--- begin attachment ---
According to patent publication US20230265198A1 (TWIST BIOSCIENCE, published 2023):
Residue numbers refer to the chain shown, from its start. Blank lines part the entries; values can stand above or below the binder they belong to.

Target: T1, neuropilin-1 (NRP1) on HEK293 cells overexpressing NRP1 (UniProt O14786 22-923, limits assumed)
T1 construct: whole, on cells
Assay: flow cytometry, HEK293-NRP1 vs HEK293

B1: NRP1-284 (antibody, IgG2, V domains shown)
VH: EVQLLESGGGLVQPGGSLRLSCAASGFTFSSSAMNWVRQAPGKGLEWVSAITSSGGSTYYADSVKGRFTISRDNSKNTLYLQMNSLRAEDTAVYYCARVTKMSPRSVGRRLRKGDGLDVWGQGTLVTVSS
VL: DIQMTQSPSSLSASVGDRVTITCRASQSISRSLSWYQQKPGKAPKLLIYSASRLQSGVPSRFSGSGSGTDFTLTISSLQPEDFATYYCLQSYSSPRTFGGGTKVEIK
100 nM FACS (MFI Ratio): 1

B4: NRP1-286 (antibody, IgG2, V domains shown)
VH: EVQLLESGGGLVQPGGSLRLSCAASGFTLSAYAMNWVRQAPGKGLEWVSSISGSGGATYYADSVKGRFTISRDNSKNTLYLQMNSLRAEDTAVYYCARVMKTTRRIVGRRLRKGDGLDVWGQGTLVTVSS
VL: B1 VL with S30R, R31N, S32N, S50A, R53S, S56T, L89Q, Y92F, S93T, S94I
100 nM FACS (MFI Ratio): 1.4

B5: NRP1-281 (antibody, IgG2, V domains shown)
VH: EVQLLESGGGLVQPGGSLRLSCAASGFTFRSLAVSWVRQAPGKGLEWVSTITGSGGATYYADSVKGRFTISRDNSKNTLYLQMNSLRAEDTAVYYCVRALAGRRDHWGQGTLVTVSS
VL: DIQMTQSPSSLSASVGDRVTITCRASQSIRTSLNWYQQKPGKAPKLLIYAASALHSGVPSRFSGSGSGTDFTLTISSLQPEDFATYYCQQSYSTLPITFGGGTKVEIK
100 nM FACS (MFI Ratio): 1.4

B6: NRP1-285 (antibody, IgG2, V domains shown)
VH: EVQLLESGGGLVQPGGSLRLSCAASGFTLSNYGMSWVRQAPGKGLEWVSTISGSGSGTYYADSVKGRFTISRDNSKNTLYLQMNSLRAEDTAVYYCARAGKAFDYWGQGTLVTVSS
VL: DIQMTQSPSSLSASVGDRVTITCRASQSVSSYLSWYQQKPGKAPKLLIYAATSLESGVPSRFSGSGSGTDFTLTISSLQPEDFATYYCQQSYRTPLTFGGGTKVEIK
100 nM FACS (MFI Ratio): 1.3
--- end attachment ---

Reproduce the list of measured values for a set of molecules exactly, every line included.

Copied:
According to patent publication US20230265198A1 (TWIST BIOSCIENCE, published 2023):
Residue numbers refer to the chain shown, from its start. Blank lines part the entries; values can stand above or below the binder they belong to.

Target: T1, neuropilin-1 (NRP1) on HEK293 cells overexpressing NRP1 (UniProt O14786 22-923, limits assumed)
T1 construct: whole, on cells
Assay: flow cytometry, HEK293-NRP1 vs HEK293

B1: NRP1-284 (antibody, IgG2, V domains shown)
VH: EVQLLESGGGLVQPGGSLRLSCAASGFTFSSSAMNWVRQAPGKGLEWVSAITSSGGSTYYADSVKGRFTISRDNSKNTLYLQMNSLRAEDTAVYYCARVTKMSPRSVGRRLRKGDGLDVWGQGTLVTVSS
VL: DIQMTQSPSSLSASVGDRVTITCRASQSISRSLSWYQQKPGKAPKLLIYSASRLQSGVPSRFSGSGSGTDFTLTISSLQPEDFATYYCLQSYSSPRTFGGGTKVEIK
100 nM FACS (MFI Ratio): 1

B4: NRP1-286 (antibody, IgG2, V domains shown)
VH: EVQLLESGGGLVQPGGSLRLSCAASGFTLSAYAMNWVRQAPGKGLEWVSSISGSGGATYYADSVKGRFTISRDNSKNTLYLQMNSLRAEDTAVYYCARVMKTTRRIVGRRLRKGDGLDVWGQGTLVTVSS
VL: B1 VL with S30R, R31N, S32N, S50A, R53S, S56T, L89Q, Y92F, S93T, S94I
100 nM FACS (MFI Ratio): 1.4

B5: NRP1-281 (antibody, IgG2, V domains shown)
VH: EVQLLESGGGLVQPGGSLRLSCAASGFTFRSLAVSWVRQAPGKGLEWVSTITGSGGATYYADSVKGRFTISRDNSKNTLYLQMNSLRAEDTAVYYCVRALAGRRDHWGQGTLVTVSS
VL: DIQMTQSPSSLSASVGDRVTITCRASQSIRTSLNWYQQKPGKAPKLLIYAASALHSGVPSRFSGSGSGTDFTLTISSLQPEDFATYYCQQSYSTLPITFGGGTKVEIK
100 nM FACS (MFI Ratio): 1.4

B6: NRP1-285 (antibody, IgG2, V domains shown)
VH: EVQLLESGGGLVQPGGSLRLSCAASGFTLSNYGMSWVRQAPGKGLEWVSTISGSGSGTYYADSVKGRFTISRDNSKNTLYLQMNSLRAEDTAVYYCARAGKAFDYWGQGTLVTVSS
VL: DIQMTQSPSSLSASVGDRVTITCRASQSVSSYLSWYQQKPGKAPKLLIYAATSLESGVPSRFSGSGSGTDFTLTISSLQPEDFATYYCQQSYRTPLTFGGGTKVEIK
100 nM FACS (MFI Ratio): 1.3